For Alan Howard, who farmed pigs for 40 years at Blakney Creek near Yass, being targeted by activists in 2012 was the last straw.
After his intensive pig farm was secretly photographed, with details published on the Aussie Farms website, Mr Howard sold the pigs and closed the ageing operation to focus only on sheep and cattle with his children.
"I didn't like it one bit. It was very invasive," Mr Howard said of the action by activists in 2012. "It really affects you socially because you're thinking are you going to be entered at night."
Mr Howard says his pigs were kept in pens and stalls, but maintains the footage wasn't a true reflection of the way the piggery was run. Nevertheless, it marked the end for him and on Monday he welcomed new laws aimed at activists who trespass on farms or who publish details online that "incite" others to trespass.
"The implementation is what's going to make it worthwhile or not, if it takes four years to get them before court and then they're fined $1, it's just not fair," he said.
The federal and NSW governments are hitting animal activists with a dual legal truncheon, with NSW imposing new instant fines of $1000 for farm trespass from August 1, and fines of $220,000 if farms have a biosecurity plan in place and visitors don't comply by it.
NSW deputy premier John Barilaro hit out at activities as "virtue-signalling thugs", "vigilantes" and "domestic terrorists". Mr Barilaro said the NSW laws would be the harshest in the country, but he was looking at going further to introduce potential jail time as well.
At the same time Morrison government plans to make it an offence punishable by jail to "incite" trespass through a website, but those laws are yet to pass the Senate, which has sent them to an inquiry.
The federal laws are aimed at Aussie Farms, a website that records the location of animal farms around the country, including egg and chicken farms, sheep farms and piggeries in and around Canberra, and which allows people to upload information about animal welfare on each farm.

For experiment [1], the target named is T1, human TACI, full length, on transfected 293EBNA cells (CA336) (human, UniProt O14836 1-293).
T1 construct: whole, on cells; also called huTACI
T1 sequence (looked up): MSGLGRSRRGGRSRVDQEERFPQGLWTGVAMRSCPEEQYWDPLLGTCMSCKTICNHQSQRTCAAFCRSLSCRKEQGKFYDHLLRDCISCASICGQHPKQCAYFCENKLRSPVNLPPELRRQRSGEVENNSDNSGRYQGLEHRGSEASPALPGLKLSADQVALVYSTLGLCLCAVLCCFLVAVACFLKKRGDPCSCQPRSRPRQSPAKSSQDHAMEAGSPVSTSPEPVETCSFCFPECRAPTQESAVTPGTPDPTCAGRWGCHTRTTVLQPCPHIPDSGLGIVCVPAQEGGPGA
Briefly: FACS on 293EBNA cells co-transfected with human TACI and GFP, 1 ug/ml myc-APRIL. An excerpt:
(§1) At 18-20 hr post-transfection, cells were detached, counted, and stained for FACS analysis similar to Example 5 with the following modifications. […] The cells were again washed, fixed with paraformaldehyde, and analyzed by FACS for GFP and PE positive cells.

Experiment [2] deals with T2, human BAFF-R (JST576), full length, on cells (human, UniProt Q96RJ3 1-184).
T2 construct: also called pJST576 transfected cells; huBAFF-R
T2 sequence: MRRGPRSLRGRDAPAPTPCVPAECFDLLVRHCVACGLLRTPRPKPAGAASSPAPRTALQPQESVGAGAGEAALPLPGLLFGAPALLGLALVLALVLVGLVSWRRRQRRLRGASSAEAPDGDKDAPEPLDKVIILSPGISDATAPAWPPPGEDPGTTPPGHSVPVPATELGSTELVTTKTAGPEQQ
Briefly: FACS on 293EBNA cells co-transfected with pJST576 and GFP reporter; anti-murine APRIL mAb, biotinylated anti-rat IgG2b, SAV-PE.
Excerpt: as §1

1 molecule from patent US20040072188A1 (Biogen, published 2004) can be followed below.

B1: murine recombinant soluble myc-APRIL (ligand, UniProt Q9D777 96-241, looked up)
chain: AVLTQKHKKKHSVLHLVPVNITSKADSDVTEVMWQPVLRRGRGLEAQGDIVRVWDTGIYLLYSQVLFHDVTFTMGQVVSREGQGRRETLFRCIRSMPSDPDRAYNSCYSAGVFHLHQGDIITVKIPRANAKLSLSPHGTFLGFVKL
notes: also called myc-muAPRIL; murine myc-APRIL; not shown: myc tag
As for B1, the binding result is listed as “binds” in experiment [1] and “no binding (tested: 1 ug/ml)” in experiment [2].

Attorney-General Christian Porter said the website enabled and encouraged trespass by sharing farmers' information online.
On Monday, he re-introduced legislation that makes it an offence to use the internet to "publish or otherwise distribute material with the intention to incite another person to trespass on agricultural land", punishable by a year in jail - or five years if someone "posts on social media intending that other people pull down fences on a farm, or steal livestock".
The federal laws would also cover fish farms, sale yards, abattoirs, and crop, fruit and vegetable farmers, and the offence would stand whether or not anyone actually trespass. Mr Porter said the inclusion of a disclaimer on a website would not of itself be enough.
Aussie Farms added a disclaimer to its website recently saying it did not condone or encourage the use of the site for trespass, but director Chris Delforce said other than that it would make no change to the site.
The work of activists had revealed "countless atrocities that would otherwise still be an industry secret", including live-baiting in the greyhound industry, the maceration of live male chicks, the use of carbon dioxide in pig slaughterhouses, and "repeated failure" of stunning methods in slaughterhouses.
Factory farms were not biosecure environments, but were plagued by pest animals and disease, and to use biosecurity as an excuse to prevent exposure was absurd, he said.
"Were these industries transparent and honest about what happens inside these facilities, there'd be no need for anyone to take it upon themselves to capture evidence of it," he said.
Gold Creek Station sheep farmer Craig Starr said he would prefer politicians and public servants to take a step back and leave people alone.
"We all get a bit carried away. If something happens, let's just deal with it," he said.
He cared about his animals, and understood people getting upset about caged chickens or starving or abused animals.
He didn't know his farm was marked on the website, and it didn't worry him. "You go for a drive, there's a farm. You don't need a website to find a farm," he said.
"... It won't affect me. If someone comes trespassing on my place I think I have the people skills to deal with it. I'm not going to sue someone for $200,000."
Mr Porter said journalists would be exempt if they publish locations of farms in the public interest. But Labor's Mark Dreyfus said while Labor supported protections for farmers from trespass, theft and damage, the party was concerned about its impact on freedom of the press, on legitimate whistleblowers, on freedom of political communications, on legitimate protest actions - including by farmers themselves, and potentially on Native Title holders. Labor would decide its position after the inquiry reported on September 6.
The political muscle-flexing came as six activists who pleaded guilty to trespass in Goulburn after protest action at an abattoir this year won their appeals against the sentences. The six originally faced sentences including fines and compensation for police and the abattoir, but on Monday the court quashed the fines and compensation, and, according to Tara Ward, executive director of the Animal Defenders Office, which represented the group, also recorded no conviction, ordering 12-month good behaviour bonds instead.